Forget how this is going to impact schools. Just imagine how it will disrupt them. It goes beyond “cheating” at essays. Virtuous PSEs will create all new paths for finding your way in a complex world.
The challenge, of course, is that anything that can be done virtuously can also be turned toward darkness. The same tech that can educate can also indoctrinate.
Cultural and creative explosion
There is now a messy yet predictable history between the technologists building PSEs and the creatives whose work they slurped up, non-consensually, to train the datasets. I think the artists should be compensated, but we’ll see what happens.
Nevertheless, I can imagine long term implications for how we create culture. Imagine writing Star Trek fanfic and having it come to life as a full-motion video episode. You’ve got hundreds of hours of training data, multiple seasons of multiple series. How sets and starships look, how characters talk.
It’s just as complicated a notion as any other we’ve covered here. Anything fans can do, studios can match, and suddenly we’re exploiting the likenesses of actors, writers, scenic artists, composers and more in a completely new domain of intellectual property.
This one is far beyond the current tech, and yet seems inevitable from the perspective of what the tools now.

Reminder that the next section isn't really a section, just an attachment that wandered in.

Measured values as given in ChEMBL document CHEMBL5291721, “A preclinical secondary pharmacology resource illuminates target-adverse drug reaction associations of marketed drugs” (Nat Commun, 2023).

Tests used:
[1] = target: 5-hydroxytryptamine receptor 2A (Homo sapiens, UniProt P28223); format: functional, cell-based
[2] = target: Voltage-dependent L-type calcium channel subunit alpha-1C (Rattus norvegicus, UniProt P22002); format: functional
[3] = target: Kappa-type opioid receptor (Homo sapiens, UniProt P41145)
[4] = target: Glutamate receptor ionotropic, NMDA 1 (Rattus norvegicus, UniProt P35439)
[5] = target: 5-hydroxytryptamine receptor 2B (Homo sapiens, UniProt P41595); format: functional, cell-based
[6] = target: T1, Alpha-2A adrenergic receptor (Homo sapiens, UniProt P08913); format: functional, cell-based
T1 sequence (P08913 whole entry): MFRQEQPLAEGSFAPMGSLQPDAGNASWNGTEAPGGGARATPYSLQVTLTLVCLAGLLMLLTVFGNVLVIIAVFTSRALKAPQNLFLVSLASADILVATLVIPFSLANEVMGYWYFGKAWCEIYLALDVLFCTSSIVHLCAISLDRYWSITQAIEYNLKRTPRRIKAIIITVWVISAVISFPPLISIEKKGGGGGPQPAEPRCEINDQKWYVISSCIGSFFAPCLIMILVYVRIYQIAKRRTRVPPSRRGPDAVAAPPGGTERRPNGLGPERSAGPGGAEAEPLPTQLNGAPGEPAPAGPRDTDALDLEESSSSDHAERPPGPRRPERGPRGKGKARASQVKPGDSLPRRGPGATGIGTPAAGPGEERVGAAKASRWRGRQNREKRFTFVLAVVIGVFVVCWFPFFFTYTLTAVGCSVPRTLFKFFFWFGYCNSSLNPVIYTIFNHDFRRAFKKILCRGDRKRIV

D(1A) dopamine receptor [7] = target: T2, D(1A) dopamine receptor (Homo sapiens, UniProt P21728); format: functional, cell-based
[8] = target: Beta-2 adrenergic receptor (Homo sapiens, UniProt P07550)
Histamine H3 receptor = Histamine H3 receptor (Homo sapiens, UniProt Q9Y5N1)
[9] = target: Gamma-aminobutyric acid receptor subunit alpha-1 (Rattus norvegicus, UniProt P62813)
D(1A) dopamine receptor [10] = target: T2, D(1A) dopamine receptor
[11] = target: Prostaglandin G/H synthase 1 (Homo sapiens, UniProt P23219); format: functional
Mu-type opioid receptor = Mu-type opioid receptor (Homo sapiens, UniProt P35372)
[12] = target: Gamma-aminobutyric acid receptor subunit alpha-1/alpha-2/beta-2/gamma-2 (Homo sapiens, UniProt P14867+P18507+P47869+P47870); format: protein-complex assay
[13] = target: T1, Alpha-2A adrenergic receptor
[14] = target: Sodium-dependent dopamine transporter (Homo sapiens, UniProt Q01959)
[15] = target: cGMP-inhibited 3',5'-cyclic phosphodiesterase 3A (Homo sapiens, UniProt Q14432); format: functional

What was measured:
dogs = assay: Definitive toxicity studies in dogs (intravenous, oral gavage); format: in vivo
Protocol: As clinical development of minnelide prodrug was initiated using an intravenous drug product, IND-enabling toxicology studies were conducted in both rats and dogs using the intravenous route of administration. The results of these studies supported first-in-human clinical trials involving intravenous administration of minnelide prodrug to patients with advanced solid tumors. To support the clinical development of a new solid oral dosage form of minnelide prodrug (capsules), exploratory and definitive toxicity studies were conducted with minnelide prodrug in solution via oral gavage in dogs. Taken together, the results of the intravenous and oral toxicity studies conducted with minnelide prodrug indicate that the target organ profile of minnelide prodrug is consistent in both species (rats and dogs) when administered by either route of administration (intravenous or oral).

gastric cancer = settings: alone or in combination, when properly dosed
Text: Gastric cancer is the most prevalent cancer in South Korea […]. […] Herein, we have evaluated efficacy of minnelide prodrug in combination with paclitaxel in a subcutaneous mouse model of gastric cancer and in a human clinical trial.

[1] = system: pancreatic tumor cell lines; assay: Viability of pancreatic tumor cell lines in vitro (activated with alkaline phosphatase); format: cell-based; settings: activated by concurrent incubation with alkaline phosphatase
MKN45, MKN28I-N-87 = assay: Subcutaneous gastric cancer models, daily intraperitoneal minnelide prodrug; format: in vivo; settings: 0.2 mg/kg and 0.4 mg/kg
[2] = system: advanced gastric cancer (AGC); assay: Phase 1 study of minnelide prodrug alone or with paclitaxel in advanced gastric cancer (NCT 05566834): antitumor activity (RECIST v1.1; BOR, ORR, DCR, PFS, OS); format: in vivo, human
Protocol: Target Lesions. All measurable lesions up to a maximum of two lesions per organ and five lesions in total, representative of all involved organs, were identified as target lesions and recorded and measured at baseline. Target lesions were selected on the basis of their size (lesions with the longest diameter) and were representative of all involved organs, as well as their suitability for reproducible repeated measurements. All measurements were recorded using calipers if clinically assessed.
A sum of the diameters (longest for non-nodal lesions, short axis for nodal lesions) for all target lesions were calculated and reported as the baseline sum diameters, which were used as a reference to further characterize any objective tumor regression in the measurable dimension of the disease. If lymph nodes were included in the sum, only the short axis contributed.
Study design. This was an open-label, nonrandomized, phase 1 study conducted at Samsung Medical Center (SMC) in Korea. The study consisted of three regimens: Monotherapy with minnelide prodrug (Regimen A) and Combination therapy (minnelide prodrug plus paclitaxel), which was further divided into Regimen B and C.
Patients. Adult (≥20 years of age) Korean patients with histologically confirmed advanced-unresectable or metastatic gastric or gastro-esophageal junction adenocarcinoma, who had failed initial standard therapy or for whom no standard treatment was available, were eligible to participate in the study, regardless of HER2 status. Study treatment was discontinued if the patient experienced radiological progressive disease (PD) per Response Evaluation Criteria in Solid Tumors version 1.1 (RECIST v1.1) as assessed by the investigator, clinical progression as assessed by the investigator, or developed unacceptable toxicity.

Still: what will it mean when you can write a TV episode make a computer spit it out for you? What about games or websites?
We’re going to find out sometime. It might not even be that far away.
A complicated future
Merely on the downsides, it’s easy to grant Gates a premise placing automated pattern synthesis on the same level as the internet or personal computing. These technologies created permanent social shifts, and PSEs could do much the same.
Nevertheless, there’s also serious potential to amplify human impact.
I’m allergic to hype. There’s going to be a lot of bullshitters flooding this space and you have every reason to treat this emerging field with a critical eye. Especially those hyping its danger, as a feint to attract defense money.
Nevertheless, there is power here. They’re going to build this future one or another. Stay informed, stay curious.
There’s something underway.